Low maintenance shower surround suggestions?

seekingsunAugust 12, 2013

I love the look of a tile shower surround, but do not want to spend my life cleaning grout and fighting mildew! My current tub/shower has a seamless vinyl type surround and I still have to redo the caulk (top of tub seam) every month or so because of mildew. Better air flow will help some of that but I hate all this maintenance! As we are planning our bathroom gut and reno any recommendations or thoughts on a solution that provides less seams and maintenance? I have seen info on the solid surface system and perhaps something like that might work. We will have a 6ft tub so it must be available in that size. Or is tile not as bad as I think it would be?

Thanks so much! There is so much to research and decide so any leads would be very appreciated!

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When we were selling our old place and redid the bathroom, we decided to wipe down the caulk in the two inside corners and around the tub before getting out of the shower every time. We wanted the apartment to be ready to show at a moment's notice.

The apartment was on the market for two years and in the almost three years the bathroom was done there was no sign of mildew developing anywhere, except one tiny spot.

It took a few seconds at the end of the shower and probably added up to less time spent total over the period of two+ years than it would have to remove and redo the caulk One time let alone every couple months.

    Bookmark   August 12, 2013 at 5:08PM
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Babka NorCal 9b

We have porcelain tile, quartz bench, and patterned glass in our new shower specifically so I could use a no rinse shower spray after each shower. No squeegee, no wiping, no mold or mildew or mineral deposits. Great super quiet exhaust fan right over the shower on a timer switch. I use a product by Arm & Hammer called Clean Shower. I've used it for over 10 years with hard water in my 40 yr. old ceramic tile shower. Can't use it with natural stone,(I don't know why) or clear glass as it leaves a thin film (which washes off with each shower). A chemist invented the stuff when his DW put him in charge of cleaning the shower! Now there are several different brands available.

They used to have a commercial showing a container of it that you hung from your shower head, and it spray/squirted you shower automatically after you got out. Never saw one of those in person, but it had a limited reach so I imagine it wouldn't work in a long shower if they still make it. I just squeeze that trigger bottle about 15 times and walk away. No bending for me.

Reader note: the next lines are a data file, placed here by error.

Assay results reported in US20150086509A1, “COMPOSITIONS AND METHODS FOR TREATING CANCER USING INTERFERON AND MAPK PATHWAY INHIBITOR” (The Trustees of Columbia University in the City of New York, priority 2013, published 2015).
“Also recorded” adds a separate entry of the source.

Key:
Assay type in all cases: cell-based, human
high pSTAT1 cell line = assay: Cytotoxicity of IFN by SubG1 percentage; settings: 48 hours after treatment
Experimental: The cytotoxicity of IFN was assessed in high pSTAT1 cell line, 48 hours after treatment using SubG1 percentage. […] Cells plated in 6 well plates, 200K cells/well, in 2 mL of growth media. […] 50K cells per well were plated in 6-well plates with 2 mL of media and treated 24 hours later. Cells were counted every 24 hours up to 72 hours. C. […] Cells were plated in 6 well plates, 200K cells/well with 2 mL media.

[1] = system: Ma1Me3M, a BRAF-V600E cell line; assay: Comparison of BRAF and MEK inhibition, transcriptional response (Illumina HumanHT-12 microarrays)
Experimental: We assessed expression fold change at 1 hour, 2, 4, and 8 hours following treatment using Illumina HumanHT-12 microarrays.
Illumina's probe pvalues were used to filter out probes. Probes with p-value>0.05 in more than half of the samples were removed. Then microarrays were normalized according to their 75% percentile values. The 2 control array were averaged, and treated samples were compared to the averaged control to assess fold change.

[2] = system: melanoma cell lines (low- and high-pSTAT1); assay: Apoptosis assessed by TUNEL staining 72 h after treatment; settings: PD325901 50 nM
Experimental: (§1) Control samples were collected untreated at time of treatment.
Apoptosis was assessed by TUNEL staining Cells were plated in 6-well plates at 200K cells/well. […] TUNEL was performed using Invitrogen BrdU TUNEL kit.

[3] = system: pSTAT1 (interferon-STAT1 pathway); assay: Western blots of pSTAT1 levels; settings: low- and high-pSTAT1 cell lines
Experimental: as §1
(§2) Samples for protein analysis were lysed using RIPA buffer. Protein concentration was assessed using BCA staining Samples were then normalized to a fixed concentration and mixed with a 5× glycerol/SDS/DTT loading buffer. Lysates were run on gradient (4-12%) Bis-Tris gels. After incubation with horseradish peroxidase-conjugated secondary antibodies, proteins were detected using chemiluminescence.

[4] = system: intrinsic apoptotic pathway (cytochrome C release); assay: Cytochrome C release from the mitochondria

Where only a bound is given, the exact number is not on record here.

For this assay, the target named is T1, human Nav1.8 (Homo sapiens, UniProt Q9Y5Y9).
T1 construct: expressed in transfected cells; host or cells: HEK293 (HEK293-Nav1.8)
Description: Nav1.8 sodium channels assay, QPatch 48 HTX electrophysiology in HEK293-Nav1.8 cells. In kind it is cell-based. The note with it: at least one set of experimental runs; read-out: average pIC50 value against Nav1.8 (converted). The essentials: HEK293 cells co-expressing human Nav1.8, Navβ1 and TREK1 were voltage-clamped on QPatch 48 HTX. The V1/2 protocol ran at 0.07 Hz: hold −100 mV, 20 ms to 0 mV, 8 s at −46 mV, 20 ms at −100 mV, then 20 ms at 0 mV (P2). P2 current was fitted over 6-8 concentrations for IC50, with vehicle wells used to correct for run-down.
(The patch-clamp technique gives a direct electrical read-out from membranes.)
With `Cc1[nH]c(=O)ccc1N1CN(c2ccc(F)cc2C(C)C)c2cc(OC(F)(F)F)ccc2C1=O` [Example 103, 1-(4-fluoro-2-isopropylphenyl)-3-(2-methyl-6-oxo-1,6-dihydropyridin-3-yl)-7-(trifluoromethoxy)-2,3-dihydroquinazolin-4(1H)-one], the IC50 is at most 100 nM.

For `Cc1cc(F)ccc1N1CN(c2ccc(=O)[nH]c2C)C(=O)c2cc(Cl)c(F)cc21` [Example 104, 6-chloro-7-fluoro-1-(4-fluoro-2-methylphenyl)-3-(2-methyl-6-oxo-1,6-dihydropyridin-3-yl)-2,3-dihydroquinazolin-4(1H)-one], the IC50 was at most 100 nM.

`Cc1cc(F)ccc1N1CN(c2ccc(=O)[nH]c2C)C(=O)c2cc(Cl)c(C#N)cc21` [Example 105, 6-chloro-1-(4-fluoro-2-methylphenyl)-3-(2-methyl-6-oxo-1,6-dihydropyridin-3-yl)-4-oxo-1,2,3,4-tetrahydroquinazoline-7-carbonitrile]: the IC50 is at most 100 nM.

Bookmark   August 12, 2013 at 8:57PM
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I put in porcelain tile (stone look) and epoxy grout. I wanted to be able to use bleach in my shower because I have well water and it grows mold easily. The grout required no sealer and it's as clean as it was when installed 3 years ago. I never squeegy it and never want to have to do that. I also decided to forgo the glass doors for the same reason. I can toss the shower curtain in the washing machine and I'm done.

    Bookmark   August 13, 2013 at 11:13PM
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1. Swanstone has an affordable shower system.
2. Cultured Marble companies make solid 3pc shower walls
and custom shower bases.
3. I just put in a Sterling tub surround and love it. But the other two options are more higher end looking....especially the swanstone. My parents had a Swanstone shower and it was beautiful.

    Bookmark   August 14, 2013 at 12:52PM
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A solid surface will give you the pluses and minuses that have already been mentioned; perhaps less maintenance, but at an aesthetic price if tile is what you want.

If you want tile, look to a non-textured larger format tile which will result in less crud sticking to the tile and less grout for crud to attach to.

Minimize crud up front by choosing your soaps and shampoos with a bit of thought towards cleaning. Example, several years ago we suddenly had a build-up of crud on the surfaces of the shower. We found out that our soap had changed it's formulation. We changed soap, and no more crud.

If you want a lot of grout lines, then consider an epoxy grout.

I also recommend for the bones of the shower to go with a topical membrane (Hydroban, Kerdi, RedGard, etc) on the walls and floor. Less deep wetting or the structure equals faster drying.